Orphan Care: what should it look like?

Linda Spriegel, WGM missionary in Kenya at Tenwek Hospital, shares in this post about the Tenwek Orphan ministry and some of the challenges they faced this past year.  What should the response of the Church be to orphans and impoverished families?  There is more and more discussion on the global front about doing away with orphanages and empowering families to adopt.  We’d love to hear your thoughts as you read and process Linda’s story in regards to care of orphans.

The Koech's at Kenduiywa Home.JPG

The Tenwek Orphanage ministry was in crisis!! Funds that had carried it through for ten years were gradually decreasing, and we realized we couldn’t keep doing everything we had been doing as we supported four orphanages in the Tenwek area.

These orphanages were started by Kenyan believers who have hearts for the needy. Over the years they had given their land, their resources and time to welcome and care for needy children. Missionaries had come alongside these orphanage directors to supplement their needs for food, firewood, and clothes, and to help with school fees. Some of these directors had networked with local churches to help provide for their daily needs. For example, one director had arranged for a different local church to sponsor the food needs each month. But it was always a struggle, and Western visitors and supporters in the US were often looking for ways to share their resources with the needy. Tenwek missionaries were glad to help channel giving to where they saw vital needs.

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Some of these children were genuine orphans, with no living parents, and others came from homes where the resources were too few to feed them and send them to school. Year after year, the orphanages continued to grow, with expanded building projects for more dorms, bigger dining rooms, etc., funded by caring donors from the outside. And orphans were being helped!  Some of them completing high school, going on to good jobs or for continued higher education.

But in March 2016 it seemed like this ministry was coming to a screeching halt as the orphanage ministry accounts went into the red. Although it was difficult, we believe the Lord ordained this financial crisis to stimulate a much-needed conversation. What is the real need for outside involvement in these locally-started orphanages? Was the Lord trying to change our mindset? This all came at a time when the main family in this ministry was headed back to the US for Homeland Ministry Assignment with no obvious successors in place. No one had the time and energy to put into this ministry like this family had been doing, even if the funds were there.

Umoja kids.jpg

So, what, if any, should be our involvement in these orphanages? If we were able to restore a balance in the fund, what should our priority be? What do we tell our donors?

Thankfully, we have able advisors on the Tenwek Orphanage Committee, Kenyans with years of experience in community health and development work. They, more than anyone, can sense when helping is starting to hurt, and when original vision and good will is getting in the way of the long-term good. As we prayed and consulted together the decision was made to hand back all day-to-day expenses to the local orphanage directors and only seek funds for student scholarships. The Committee and the Directors agreed that education would have the most lasting impact on the orphans. The Tenwek Community Health and Development staff offered to help round out the scholars’ training with seminars during their school breaks on other necessary life skills.  Formal education and mentoring together will help these kids break out of the cycle of poverty in their families’ lives.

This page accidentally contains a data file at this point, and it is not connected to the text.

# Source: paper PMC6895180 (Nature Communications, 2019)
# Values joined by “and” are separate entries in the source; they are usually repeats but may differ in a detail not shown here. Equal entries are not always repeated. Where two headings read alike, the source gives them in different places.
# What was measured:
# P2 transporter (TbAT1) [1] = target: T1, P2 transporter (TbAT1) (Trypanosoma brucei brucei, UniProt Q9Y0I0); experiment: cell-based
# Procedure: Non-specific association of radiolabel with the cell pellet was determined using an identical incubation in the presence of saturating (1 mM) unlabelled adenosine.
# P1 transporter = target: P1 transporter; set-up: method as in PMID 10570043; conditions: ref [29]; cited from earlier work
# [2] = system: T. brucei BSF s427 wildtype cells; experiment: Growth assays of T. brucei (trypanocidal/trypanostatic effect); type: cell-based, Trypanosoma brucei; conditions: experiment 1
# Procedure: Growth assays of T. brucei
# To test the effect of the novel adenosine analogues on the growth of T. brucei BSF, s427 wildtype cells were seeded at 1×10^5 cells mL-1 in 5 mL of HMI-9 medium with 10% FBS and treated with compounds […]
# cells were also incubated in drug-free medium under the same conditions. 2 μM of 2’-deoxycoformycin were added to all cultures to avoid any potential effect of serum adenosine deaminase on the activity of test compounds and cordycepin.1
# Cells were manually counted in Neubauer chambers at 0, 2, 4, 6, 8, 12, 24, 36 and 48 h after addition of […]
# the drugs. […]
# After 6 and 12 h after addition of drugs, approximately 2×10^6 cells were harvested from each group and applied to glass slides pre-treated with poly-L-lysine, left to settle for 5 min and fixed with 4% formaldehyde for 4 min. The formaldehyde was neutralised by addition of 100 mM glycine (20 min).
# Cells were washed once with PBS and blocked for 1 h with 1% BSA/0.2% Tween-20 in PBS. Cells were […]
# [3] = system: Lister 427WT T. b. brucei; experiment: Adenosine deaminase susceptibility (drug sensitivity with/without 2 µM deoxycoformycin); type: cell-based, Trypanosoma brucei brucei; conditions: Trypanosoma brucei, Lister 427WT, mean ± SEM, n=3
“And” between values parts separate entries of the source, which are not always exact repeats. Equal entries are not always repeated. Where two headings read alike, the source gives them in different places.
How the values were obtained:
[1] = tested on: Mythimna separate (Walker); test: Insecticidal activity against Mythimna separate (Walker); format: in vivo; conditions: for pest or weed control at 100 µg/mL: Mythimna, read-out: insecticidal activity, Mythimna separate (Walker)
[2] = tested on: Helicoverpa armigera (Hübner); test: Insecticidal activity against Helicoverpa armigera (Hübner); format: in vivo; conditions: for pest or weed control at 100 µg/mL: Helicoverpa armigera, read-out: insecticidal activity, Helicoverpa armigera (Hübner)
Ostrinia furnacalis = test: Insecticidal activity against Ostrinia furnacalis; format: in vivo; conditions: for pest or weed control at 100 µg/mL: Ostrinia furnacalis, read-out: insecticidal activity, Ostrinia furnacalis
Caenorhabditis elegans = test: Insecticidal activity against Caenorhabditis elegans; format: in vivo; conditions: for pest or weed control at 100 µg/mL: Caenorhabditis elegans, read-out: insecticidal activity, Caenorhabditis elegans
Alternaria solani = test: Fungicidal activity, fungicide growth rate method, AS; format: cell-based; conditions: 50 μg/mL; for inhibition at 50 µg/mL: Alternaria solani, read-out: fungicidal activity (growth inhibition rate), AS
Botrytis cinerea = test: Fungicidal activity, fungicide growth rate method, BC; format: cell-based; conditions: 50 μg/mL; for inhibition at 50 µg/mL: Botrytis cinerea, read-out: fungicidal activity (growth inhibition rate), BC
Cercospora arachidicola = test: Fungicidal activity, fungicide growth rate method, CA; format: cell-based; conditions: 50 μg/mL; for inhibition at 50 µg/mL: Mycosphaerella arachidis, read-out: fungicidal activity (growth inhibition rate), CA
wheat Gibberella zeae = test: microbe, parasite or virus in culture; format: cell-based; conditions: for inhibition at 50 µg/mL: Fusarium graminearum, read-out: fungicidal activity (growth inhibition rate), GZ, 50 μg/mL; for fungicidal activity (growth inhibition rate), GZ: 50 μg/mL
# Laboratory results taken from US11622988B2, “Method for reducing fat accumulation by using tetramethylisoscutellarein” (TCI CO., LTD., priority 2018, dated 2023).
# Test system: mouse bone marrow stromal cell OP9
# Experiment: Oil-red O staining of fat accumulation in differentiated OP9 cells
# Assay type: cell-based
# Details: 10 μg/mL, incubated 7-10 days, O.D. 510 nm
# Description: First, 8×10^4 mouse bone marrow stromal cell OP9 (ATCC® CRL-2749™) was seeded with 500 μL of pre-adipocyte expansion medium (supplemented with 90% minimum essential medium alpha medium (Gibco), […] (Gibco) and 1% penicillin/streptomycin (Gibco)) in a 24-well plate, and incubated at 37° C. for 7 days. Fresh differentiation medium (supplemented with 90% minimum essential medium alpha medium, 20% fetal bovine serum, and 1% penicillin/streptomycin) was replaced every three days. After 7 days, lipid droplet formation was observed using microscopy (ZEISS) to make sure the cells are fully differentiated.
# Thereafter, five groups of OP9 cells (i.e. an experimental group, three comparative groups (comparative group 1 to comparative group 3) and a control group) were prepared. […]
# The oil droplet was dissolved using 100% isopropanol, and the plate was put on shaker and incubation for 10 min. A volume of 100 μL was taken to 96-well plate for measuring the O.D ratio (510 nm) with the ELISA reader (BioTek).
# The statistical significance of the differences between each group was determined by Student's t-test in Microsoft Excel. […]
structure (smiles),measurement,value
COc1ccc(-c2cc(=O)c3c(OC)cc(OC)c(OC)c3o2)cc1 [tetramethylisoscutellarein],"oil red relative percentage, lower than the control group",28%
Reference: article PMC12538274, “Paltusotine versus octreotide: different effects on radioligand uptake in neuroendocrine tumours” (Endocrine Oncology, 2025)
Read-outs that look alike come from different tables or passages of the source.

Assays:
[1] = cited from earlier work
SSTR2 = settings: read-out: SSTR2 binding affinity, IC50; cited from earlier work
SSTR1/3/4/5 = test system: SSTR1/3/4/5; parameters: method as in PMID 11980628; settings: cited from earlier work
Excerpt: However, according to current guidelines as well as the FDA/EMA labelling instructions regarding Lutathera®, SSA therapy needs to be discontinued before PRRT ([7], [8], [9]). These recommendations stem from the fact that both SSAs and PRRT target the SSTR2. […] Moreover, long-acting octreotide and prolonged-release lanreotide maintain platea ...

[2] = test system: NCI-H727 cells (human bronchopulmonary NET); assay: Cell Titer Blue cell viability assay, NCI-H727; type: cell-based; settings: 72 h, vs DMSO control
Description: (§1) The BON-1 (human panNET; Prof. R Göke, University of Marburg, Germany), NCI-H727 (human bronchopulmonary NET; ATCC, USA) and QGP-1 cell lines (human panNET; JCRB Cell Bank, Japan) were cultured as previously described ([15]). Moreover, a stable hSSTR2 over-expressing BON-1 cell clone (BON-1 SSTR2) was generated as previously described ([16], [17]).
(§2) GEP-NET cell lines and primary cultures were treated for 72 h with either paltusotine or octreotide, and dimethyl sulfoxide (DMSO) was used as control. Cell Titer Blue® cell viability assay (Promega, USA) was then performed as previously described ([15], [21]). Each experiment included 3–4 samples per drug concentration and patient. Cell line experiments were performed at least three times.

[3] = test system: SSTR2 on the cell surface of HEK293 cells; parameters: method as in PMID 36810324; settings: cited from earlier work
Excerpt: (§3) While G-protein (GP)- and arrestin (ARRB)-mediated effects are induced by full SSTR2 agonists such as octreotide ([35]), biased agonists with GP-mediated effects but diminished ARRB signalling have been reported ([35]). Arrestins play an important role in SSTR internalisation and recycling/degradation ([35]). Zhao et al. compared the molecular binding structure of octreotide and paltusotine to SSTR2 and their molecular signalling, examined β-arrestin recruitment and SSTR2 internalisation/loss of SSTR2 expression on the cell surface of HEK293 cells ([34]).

This is just one angle of the orphan issue. It seems we are moving a few steps away from dependency on the Western world for these orphanages.   This will help in the long run but there are broader issues at hand. Can we move even farther along to the point of changing the focus from residential care to training and equipping families to cope with the challenges of raising children in the midst of poverty?

We are not the only ones raising these questions. There is a movement, mentioned in Joy’s blog of August 31, 2016, to move orphans out of orphanages and into families. A cousin of mine who is very involved in global issues relating to orphans and vulnerable children recently shared with me the work of two other groups.  World Without Orphans (http://www.worldwithoutorphans.org/) is “a global movement for every child to grow up in a nurturing permanent family and to know their heavenly Father.” They offer seminars, teaching and discussions to move churches and organizations in this direction. In fact, a conference is coming to Kampala in March!

Christian Alliance for Orphans (https://cafo.org/) unites churches, organizations and individuals committed to caring for orphans around the world. From their website, “CAFO members join in coordinated initiatives that grow effective adoption, foster care and global orphan care rooted in the local church.”   A great-looking summit is being held May 4-5 in Nashville.

Aligning ourselves with others who share this passion may be helpful in shaping our future direction.

I commend my Kenyan missionary colleagues for their untiring compassionate care for the orphans, both through the Tenwek Orphan Ministry and the Kenya Africa Gospel Church.

Linda from Kirsten cropped.jpg

Linda ministers in Kenya with her husband, John, who is an Internist at Tenwek Hospital.  Linda has developed a network of women who are involved in Bible studies that reach hundreds, if not thousands of women, called Tabitha Ministry.   She has also chaired the Tenwek Orphanage Ministry Committee over the past several years.

 

 

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